Origami, from ori meaning “folding”, and kami meaning “paper,” is the traditional Japanese art of paper folding. Practitioners of the art can transform a flat sheet of paper into a piece of beautiful—if ephemeral—art, through folding and sculpting techniques.
Jewelry artist Cynthia Renee, fascinated by the shapes and ceremonies of origami, watched her young daughter create an origami shape. She was struck by the similarities of the two crafts. “While origami involves paper folding, the faceting of gems is light folding,” says the artist. “Both practitioners start with a ‘blank slate’ of plain paper or rough stone, upon which they apply geometric principles.” Her daughter’s folds so closely mirrored the hexagonal gem cut Cynthia had been working on, that she named the cut “origami” after her daughter’s paper art.
“When you see a beautiful colored gem that throws such light, it is not just by chance,” explains Cynthia. “The gem in its uncut, rough form was probably unusually fine to start. Then, a lapidary paid very careful attention to the preciseness with which they applied the gem’s facets, symmetry and polish. Good gem cutters can’t ‘make a silk purse out of a sow’s ear,’ but they will bring out the ultimate beauty that lies within the rough gem piece.”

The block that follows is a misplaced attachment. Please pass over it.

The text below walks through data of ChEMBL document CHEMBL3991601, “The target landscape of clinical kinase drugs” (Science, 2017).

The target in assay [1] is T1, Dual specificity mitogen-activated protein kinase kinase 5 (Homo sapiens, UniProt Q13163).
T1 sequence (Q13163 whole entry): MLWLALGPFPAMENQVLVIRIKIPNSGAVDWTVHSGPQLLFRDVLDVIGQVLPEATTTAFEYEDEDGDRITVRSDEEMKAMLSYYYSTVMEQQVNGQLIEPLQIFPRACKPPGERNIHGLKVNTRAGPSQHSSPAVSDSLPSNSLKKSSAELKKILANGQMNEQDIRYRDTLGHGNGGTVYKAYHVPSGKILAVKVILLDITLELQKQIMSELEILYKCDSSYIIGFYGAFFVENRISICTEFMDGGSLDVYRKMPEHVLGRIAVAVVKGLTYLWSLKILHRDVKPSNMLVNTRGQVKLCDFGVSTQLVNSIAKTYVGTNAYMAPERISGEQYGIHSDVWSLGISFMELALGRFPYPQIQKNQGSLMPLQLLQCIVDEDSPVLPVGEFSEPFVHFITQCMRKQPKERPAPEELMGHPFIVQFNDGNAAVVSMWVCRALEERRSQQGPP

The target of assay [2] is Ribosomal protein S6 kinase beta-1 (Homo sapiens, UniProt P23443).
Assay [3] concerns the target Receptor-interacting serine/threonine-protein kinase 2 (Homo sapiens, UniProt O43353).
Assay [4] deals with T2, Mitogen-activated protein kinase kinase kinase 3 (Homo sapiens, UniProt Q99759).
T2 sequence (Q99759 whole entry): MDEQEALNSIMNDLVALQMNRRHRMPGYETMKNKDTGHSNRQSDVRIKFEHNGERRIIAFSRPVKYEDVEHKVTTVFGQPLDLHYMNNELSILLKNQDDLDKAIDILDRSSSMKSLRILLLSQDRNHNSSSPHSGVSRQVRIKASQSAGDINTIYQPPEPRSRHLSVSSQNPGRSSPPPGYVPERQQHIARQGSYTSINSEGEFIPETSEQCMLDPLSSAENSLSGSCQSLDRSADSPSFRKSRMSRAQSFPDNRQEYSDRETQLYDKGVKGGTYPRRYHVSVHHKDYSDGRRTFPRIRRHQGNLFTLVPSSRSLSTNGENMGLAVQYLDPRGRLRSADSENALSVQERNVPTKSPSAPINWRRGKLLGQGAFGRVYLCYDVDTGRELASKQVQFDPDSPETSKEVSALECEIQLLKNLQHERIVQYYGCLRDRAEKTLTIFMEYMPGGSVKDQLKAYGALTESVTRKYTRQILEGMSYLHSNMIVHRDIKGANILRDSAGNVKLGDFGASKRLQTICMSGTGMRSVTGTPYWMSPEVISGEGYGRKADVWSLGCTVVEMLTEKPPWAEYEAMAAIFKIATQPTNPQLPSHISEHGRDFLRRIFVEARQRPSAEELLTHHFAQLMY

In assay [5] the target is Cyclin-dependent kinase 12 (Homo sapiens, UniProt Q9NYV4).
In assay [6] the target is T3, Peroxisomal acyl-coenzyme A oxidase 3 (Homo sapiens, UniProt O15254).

“The wearer of my Lotus ring [shown here] will take the wheel of her car after a busy day and as the sunlight hits her ring, she will enjoy seeing the flood of colors move and change within the ametrine – just like a sunset – no view is the same twice.”
Cynthia Renee “Lotus” ring featuring a 26.89 carat “Origami-cut” Ametrine set in an 18 karat red gold lotus basket, with an 18 karat yellow gold textured shank, including detailing from a leaf the artist found in Thailand. Though it’s a prominent ring, the Cynthia Renee shank prevents the ring from spinning.
Photo by Daniel VanRossen. Suggested Retail Price: $7500
Origami-cut Ametrine in 14 karat rose gold, by special order. (photo by Robert Weldon)
“I’m not a bling jeweler, filling every surface or space with pattern or small diamonds,” says Cynthia. “I use substantial gems that speak for themselves and support those gems by layering metal colors, textures and/or form to balance the strength of the gemstones. That leaves room for dreams….for mystery and strength…no distractions from a funhouse mirror of diamond melee. ”